The Nature Conservancy in Pennsylvania & Delaware announces acquisition and transfer of 5 acres at Boyd Big Tree Preserve

A cleared path cuts through a dense forest.
Boyd Big Tree Preserve A new acquisition links two existing sections of the Boyd Big Tree Preserve Conservation Area near Harrisburg, Pennsylvania. © Nicole Wooten/TNC

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The Nature Conservancy (TNC) in Pennsylvania and Delaware today announced that it has closed on the purchase of five acres in Dauphin County, Pennsylvania, and transferred the parcel to the Pennsylvania Department of Conservation & Natural Resources (DCNR).

The new acquisition links two existing sections of the Boyd Big Tree Preserve Conservation Area near Harrisburg, Pennsylvania: 115 acres of conserved lands to the east and a 1,000-acre section to the west. The land to the east also links to Hocker Park, a Lower Paxton Township park near the summit of Blue Mountain. Boyd Big Tree Preserve, which is managed by PA DCNR, is a popular open space destination for hiking, birdwatching, and seasonal hunting.

The protected acreage is located along the Kittatinny Ridge, a critical link in the 1,500-mile-long Appalachian Mountain range and part of an important migratory superhighway for wildlife in North America including broad-wing hawks, kestrels, ruby-throated hummingbirds, eastern bluebirds, monarch butterflies and cerulean warblers. Scientists have identified the unbroken Appalachian corridor as crucial to the future of hundreds of mammal and bird species amid a changing climate.

“Connectivity at scale is essential to maintaining the long-term health of lands and waters along the Kittatinny Ridge and beyond,” said Lori Brennan, Executive Director of TNC in Pennsylvania and Delaware. “TNC is pleased to have been able to facilitate that linkage at the Boyd Big Tree and extend our thanks to our partners at DCNR for their continued leadership in our state.”

“Boyd Big Tree is a great outdoor escape for people in the Harrisburg region and beyond, and we are proud to add this tract to Pennsylvania’s amazing public lands,” DCNR Secretary Cindy Adams Dunn said. “Special thanks to The Nature Conservancy for its partnership for this acquisition and its ongoing assistance to DCNR as we work to conserve and sustain Pennsylvania's natural resources for present and future generations' use and enjoyment.”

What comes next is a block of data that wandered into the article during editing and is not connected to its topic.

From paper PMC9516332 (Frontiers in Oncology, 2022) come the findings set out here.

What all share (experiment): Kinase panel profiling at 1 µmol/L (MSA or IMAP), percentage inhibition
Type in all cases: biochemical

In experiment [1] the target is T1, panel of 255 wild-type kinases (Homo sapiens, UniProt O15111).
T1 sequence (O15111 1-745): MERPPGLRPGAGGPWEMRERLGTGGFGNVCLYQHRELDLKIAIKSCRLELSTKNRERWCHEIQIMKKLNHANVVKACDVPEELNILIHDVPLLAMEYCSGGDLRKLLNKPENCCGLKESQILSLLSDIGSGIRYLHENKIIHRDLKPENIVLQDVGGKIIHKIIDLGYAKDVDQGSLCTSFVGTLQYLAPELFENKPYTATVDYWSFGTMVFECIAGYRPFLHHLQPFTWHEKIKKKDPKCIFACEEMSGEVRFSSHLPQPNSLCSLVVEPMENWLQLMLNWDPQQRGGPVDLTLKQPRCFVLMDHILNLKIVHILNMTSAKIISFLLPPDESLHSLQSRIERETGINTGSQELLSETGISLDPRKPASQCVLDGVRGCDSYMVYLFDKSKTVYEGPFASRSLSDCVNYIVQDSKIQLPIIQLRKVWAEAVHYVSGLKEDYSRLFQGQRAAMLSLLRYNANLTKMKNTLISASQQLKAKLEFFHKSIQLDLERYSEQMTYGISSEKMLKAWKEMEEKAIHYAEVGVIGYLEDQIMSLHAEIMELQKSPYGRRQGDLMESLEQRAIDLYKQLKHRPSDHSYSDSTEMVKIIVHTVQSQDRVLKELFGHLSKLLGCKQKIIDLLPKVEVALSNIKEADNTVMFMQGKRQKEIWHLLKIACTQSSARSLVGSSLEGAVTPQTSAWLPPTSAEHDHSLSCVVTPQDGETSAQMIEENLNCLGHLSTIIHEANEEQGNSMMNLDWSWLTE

In Pennsylvania and Delaware, TNC is leading large-scale conservation programs that protect the lands and waters that are critical to the health and well-being of both people and nature. In Pennsylvania, TNC is also working to reduce stormwater runoff in cities, protect vital migration corridors, and engage farmers and landowners in supporting the adoption of conservation practices. TNC’s work in Delaware focuses on building resilience against climate change—including along the state’s vulnerable coastlines—to protect human communities and habitats. 

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The Nature Conservancy is a global conservation organization dedicated to conserving the lands and waters on which all life depends. Guided by science, we create innovative, on-the-ground solutions to our world’s toughest challenges so that nature and people can thrive together. We are tackling climate change, conserving lands, waters and oceans at an unprecedented scale, providing food and water sustainably and helping make cities more sustainable. The Nature Conservancy is working to make a lasting difference around the world in 77 countries and territories (41 by direct conservation impact and 36 through partners) through a collaborative approach that engages local communities, governments, the private sector, and other partners. To learn more, visit or follow @nature_press on X.